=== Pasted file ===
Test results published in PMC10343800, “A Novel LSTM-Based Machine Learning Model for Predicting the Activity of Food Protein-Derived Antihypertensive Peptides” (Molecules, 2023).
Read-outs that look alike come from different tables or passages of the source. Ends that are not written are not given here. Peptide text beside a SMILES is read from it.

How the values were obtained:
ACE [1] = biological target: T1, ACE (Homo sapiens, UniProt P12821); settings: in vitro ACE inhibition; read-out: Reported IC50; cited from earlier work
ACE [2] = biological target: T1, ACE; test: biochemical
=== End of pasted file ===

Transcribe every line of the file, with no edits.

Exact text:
Test results published in PMC10343800, “A Novel LSTM-Based Machine Learning Model for Predicting the Activity of Food Protein-Derived Antihypertensive Peptides” (Molecules, 2023).
Read-outs that look alike come from different tables or passages of the source. Ends that are not written are not given here. Peptide text beside a SMILES is read from it.

How the values were obtained:
ACE [1] = biological target: T1, ACE (Homo sapiens, UniProt P12821); settings: in vitro ACE inhibition; read-out: Reported IC50; cited from earlier work
ACE [2] = biological target: T1, ACE; test: biochemical